Technically true, given that Senate Majority Leader Philip Baruth, a liberal University of Vermont professor from Burlington, pulled a bill that would have banned assault weapons at the start of the session when it became apparent even fellow Democrats feared angering politically active gun owners.
But what’s also true is that Doyle, who is almost a state treasure at this point, didn’t ask the question on everybody’s mind — how do Vermonters really feel about assault weapons after Sandy Hook?
Maybe it’s because Montpelier doesn’t want to know the answer.
Shumlin in the News
Gov. Peter Shumlin, a Putney Democrat who is now chairman of the Democratic Governors Association, is clearly looking forward to gaining a national profile.
Shumlin appeared on MSNBC’s Morning Joe program Tuesday to cheerlead for Obamacare, saying, “We’re doing great things with the money. We’re insuring Vermonters.”
Shumlin, who made his mark as Senate president pro tempore, where he pushed for passage of gay marriage in Vermont, also told a bit of a whopper on MSNBC when he described himself thusly: “I’m a small business person, I came to the governor’s office as a business person, not a politician.”
In other news, Shumlin’s office yesterday issued a statement confirming that he and his wife, Deb, who had been separated for several years, finalized their divorce last month in Windham County Family Court.
“Even though divorce is a sad occasion, Deb and I will be forever blessed by many extraordinary years together and two remarkable daughters. No parents could ask for a greater gift than Olivia and Becca, and Deb and I are grateful that we remain friends and will continue to share our strong family. We make this statement in light of my public office, but Deb and I will have no further comment on this private issue,” Shumlin said in the statement.
SEVEN DAYS OFF MESSAGE BLOG:
John McClaughry: VT Secessionist, Free-Market Conservative and…Champion of Frogs? Posted by Ken Picard John McClaughry has never been shy about offering his opinions on just about anything done by the state or federal government. An ex-state senator, former speechwriter and senior policy advisor to President Reagan, and founder of the free-market think tank, Ethan Allen Institute, McClaughry made a career out of wading hip-deep into the weeds of public policy matters.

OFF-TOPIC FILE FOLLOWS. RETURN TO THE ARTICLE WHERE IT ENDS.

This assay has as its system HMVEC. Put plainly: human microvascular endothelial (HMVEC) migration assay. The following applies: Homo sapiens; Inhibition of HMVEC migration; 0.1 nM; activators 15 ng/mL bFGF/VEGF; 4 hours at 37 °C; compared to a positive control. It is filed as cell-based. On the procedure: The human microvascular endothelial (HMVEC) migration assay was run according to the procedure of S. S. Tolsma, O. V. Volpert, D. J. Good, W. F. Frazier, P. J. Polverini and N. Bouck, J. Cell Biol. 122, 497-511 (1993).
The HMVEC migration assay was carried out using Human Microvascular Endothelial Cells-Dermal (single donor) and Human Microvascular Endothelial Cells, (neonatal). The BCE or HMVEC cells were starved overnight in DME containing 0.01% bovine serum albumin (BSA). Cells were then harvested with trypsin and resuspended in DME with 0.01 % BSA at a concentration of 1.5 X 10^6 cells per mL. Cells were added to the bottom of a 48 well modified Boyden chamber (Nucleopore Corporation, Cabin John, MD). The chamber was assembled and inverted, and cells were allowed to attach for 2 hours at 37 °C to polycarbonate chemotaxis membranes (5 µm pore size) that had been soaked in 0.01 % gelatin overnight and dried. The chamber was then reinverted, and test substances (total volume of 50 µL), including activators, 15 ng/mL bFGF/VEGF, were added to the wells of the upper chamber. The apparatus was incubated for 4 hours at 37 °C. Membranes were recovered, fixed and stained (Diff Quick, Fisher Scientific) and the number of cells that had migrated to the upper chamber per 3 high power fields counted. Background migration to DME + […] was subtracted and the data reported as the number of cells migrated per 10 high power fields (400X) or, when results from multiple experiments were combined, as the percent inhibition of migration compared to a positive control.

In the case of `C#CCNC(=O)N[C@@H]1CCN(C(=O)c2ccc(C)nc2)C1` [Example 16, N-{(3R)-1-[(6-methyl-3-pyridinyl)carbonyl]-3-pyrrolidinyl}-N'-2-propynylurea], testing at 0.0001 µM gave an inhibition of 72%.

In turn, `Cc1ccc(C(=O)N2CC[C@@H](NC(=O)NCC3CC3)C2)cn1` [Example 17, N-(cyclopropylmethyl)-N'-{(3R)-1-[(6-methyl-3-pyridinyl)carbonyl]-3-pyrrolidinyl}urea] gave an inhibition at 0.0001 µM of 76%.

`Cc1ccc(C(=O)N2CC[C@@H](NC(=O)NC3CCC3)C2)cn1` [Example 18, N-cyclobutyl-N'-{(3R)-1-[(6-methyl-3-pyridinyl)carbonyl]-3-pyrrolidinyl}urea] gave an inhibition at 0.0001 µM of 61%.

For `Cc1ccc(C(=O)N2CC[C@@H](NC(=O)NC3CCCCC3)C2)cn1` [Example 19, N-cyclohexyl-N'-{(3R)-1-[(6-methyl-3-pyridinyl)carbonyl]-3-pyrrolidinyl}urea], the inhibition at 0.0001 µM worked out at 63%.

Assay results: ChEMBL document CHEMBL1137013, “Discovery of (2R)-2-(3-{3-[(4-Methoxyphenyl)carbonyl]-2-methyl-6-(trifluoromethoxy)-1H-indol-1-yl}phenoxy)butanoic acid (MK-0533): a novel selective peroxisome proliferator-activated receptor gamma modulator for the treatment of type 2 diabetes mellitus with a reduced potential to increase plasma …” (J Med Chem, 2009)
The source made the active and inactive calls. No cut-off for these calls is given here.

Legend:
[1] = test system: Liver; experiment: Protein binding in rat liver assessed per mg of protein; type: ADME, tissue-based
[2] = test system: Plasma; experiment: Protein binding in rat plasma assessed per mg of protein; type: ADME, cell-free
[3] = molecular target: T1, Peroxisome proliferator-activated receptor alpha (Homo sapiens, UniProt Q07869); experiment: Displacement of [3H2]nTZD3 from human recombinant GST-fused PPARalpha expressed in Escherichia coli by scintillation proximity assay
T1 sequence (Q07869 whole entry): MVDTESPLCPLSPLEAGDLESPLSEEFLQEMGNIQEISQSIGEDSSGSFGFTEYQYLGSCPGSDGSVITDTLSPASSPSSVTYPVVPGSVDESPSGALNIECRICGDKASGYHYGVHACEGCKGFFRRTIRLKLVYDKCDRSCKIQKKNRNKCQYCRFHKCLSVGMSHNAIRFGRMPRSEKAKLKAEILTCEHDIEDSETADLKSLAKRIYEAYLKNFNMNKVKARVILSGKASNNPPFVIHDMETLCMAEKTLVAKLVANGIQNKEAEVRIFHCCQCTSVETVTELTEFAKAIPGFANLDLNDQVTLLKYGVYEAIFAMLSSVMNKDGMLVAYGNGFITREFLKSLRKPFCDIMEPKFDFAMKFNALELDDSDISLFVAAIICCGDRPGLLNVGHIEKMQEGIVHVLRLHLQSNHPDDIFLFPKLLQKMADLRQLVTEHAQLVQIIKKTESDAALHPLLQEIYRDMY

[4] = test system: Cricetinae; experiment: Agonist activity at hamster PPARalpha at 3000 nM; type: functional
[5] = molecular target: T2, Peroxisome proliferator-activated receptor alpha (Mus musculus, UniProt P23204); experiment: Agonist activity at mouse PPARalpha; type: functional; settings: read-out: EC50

Perhaps all that time spent in bureaucratic swamps explains McClaughry's personal fondness for frogs.
Evidently, though, Vermont's foremost advocate for seceding from the Union is shy about admitting to his secret, 50-year side gig as champion of croaking amphibians. Beginning in 1961, McClaughry, under the pseudonym Nestle J. Frobish, dubbed himself "Chair-Creature of the Worldwide Fair Play for Frogs Committee." In that role, he launched a campaign to skewer the political aspirations of a then-California state assemblyman, then later U.S. congressman, named Jerome R. Waldie.
Waldie's damnable offense? As a freshman Democratic lawmaker from Antioch, Calif., he introduced a one-line bill in the California State Assembly that read, "Frogs may be taken using slingshot." At the time, McClaughry was a college student at UC Berkeley — another difficult concept to wrap one's head around. McClaughry describes his alter-ego Frobish as "an outraged liberal who thought this invasion of the rights of the frog was wholly unconscionable and embarked on a crusade that eventually came to victory 44 years later."
Waldie's six-word bill died in committee faster than a gigged frog. But his "frog murder bill," as Frobish often called it, would haunt him for decades.
In 1974, Waldie, now congressman from California's 14th congressional district, decided to make a run for governor to replace the outgoing governor, Ronald Reagan. According to McClaughry, when Waldie showed up at a Democratic fundraiser, about 15 people were picketing outside the hotel with signs that read, "Waldie unfair to frogs!" and "Stop the frog murderer!" Waldie was later defeated in the Democratic primary by then-Secretary of State Jerry Brown, who went on to win the office. The frog lobby's role in Waldie's defeat remains undetermined.
For years, Frobish and Waldie engaged in a spirited correspondence — this in the days before email — which was later compiled and published in a 1977 tongue-in-cheek political satire book titled Fair Play for Frogs: The Waldie-Frobish Papers.
Fair Play for Frogs never actually outs McClaughry as Waldie's political nemesis, though author Bill Kauffman did make the connection in his 1995 book, America First! Its History, Culture and Politics. A May 2007 radio interview with Frobish, who sounds an awful lot like McClaughry, can be heard on Radio Curious by Barry Vogel from Ukiah, Calif. Again, McClaughry's name doesn't come up.
To date, McClaughry, who has since retired from his leadership position at the Ethan Allen Institute, has never actually confessed to being Frobish, despite the passage of time and the death of Waldie in April 2009.
So, where is Mr. Frobish now?
"That’s hard to say. He’s a little bit secretive,” says McClaughry, evasively. "He has this idea that the slingshot lobby has never forgiven him for his successful crusade and harbors ill-design on his person."
When asked point-blank if he and Frobish are, in fact, one and the same man, McClaughry demurred.
"Nestle J. Frobish has been an active member of the frog cause for some 50 years and is a close and dear friend," he added. "I wouldn’t want to diminish the lustre of Frobish’s accomplishments by crowding in on his persona."